As Pope Francis arrives in Panama late today for World Youth Day, Panamanian President Juan Carlos Varela Rodriguez spoke enthusiastically about his country’s preparations for the event for more than two years.
Hundreds of thousands of young people are converging on Panama City to participate in the 34th World Youth Day, an event that was established by Pope St. John Paul II in 1984.
Describing his people as “noble and hard-working”, “full of faith and hope”, President Verela Rodriguez said that since 2009, when the country was preparing to celebrate the 500th anniversary of the establishment of the first Catholic diocese on the American continent, many began to dream of the possibility of a papal visit to Panama. That dream, he said, has finally come true.
Vatican News reported that the President also noted that to welcome the Pope for an event that gathers thousands of young people from all over the world in one place, is perfectly in keeping with Panama’s vocation to be a bridge and a mediator.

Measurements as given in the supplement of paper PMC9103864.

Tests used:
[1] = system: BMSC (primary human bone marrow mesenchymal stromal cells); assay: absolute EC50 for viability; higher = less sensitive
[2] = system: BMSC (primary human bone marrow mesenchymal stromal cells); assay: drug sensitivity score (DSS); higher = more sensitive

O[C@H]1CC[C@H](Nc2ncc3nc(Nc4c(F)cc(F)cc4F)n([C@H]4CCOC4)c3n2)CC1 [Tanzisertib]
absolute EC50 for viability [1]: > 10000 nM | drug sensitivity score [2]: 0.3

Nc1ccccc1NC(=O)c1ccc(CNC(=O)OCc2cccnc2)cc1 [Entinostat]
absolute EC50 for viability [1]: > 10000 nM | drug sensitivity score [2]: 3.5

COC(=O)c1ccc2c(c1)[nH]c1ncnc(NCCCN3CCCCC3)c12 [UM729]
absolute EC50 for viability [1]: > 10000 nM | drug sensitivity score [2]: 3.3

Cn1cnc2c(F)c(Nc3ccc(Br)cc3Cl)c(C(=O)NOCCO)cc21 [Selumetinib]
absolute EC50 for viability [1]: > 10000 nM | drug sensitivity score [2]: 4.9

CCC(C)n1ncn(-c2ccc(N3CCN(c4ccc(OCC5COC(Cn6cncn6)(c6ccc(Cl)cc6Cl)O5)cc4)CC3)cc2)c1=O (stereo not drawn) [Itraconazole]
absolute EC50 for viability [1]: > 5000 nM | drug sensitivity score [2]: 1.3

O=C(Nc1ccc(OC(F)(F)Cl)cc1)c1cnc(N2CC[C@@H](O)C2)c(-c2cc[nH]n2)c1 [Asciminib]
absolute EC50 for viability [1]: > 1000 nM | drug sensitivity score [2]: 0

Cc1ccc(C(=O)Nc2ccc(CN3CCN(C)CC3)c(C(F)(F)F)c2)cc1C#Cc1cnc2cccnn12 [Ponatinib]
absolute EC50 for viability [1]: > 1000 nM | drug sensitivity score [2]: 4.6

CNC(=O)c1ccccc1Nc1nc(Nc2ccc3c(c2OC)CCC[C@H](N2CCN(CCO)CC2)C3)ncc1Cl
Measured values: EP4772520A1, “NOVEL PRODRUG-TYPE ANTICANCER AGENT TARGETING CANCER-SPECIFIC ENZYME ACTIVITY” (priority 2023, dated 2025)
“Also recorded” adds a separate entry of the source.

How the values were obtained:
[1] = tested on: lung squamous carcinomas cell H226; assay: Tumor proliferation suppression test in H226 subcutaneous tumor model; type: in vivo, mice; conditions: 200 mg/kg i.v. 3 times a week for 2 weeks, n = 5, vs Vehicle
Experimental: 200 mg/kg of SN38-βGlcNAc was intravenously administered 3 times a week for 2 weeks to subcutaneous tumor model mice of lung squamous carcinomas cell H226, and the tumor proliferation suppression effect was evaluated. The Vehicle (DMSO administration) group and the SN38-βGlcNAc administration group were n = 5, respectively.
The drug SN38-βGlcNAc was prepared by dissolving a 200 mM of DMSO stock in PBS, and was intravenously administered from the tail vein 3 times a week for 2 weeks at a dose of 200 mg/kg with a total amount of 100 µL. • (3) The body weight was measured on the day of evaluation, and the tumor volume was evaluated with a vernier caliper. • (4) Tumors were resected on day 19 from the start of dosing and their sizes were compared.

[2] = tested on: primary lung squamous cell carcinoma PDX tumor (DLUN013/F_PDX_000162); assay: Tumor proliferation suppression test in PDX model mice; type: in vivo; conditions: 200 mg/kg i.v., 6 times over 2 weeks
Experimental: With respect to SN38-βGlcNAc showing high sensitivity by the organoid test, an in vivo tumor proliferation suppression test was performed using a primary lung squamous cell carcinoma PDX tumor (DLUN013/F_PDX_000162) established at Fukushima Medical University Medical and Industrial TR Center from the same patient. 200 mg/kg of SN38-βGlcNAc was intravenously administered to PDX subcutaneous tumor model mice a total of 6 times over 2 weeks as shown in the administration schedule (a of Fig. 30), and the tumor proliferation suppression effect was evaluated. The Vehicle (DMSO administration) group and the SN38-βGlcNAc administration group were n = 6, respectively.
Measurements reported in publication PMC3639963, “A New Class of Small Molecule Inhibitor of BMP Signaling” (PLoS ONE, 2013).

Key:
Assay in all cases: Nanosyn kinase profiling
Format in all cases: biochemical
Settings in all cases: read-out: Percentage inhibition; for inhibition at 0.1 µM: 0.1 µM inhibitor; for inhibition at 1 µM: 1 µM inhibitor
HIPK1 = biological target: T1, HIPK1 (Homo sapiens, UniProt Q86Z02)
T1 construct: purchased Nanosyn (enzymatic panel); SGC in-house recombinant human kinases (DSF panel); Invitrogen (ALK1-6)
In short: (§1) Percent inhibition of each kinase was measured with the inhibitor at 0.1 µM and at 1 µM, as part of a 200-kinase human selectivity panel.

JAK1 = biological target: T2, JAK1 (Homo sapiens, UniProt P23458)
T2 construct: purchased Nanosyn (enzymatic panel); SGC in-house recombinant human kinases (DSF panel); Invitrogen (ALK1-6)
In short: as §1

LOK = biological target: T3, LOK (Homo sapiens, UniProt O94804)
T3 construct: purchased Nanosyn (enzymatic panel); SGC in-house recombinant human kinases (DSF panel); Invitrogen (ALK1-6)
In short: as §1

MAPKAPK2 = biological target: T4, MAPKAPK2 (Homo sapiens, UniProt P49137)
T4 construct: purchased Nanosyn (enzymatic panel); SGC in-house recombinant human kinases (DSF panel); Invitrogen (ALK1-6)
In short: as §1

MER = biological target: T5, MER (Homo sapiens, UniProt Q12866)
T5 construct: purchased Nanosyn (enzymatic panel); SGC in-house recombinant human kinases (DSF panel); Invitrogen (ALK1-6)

President Varela went on to explain that as well as prepare from a logistic and organizational point of view, so that the pilgrims will be able to experience this gathering with the Pope in the best possible way, authorities have also tried their best to make sure that they will be able to enjoy what their “small, great nation” has to offer.
“Everything is ready. Mobility, health and emergency plans are already being communicated to the general public. A new subway line is working, transportation has been increased and new pedestrian routes have been inaugurated. As a Panamanian, I feel honoured that our country will be at the heart of the world for a few days, pumping the Pope’s message of hope, unity, solidarity and concern for those in need.”
Panama is a country of 3.7 million inhabitants with 87% of the population professed Catholics. Till next Sunday they are hosting hundreds of thousands of young people coming from all over the world to pray with the Pope.
These pilgrims are being housed in a variety of buildings, including schools, parishes and gymnasiums, and often any other edifice, so long as it has a roof. Even the local Islamic Community has opened its doors to 500 pilgrims.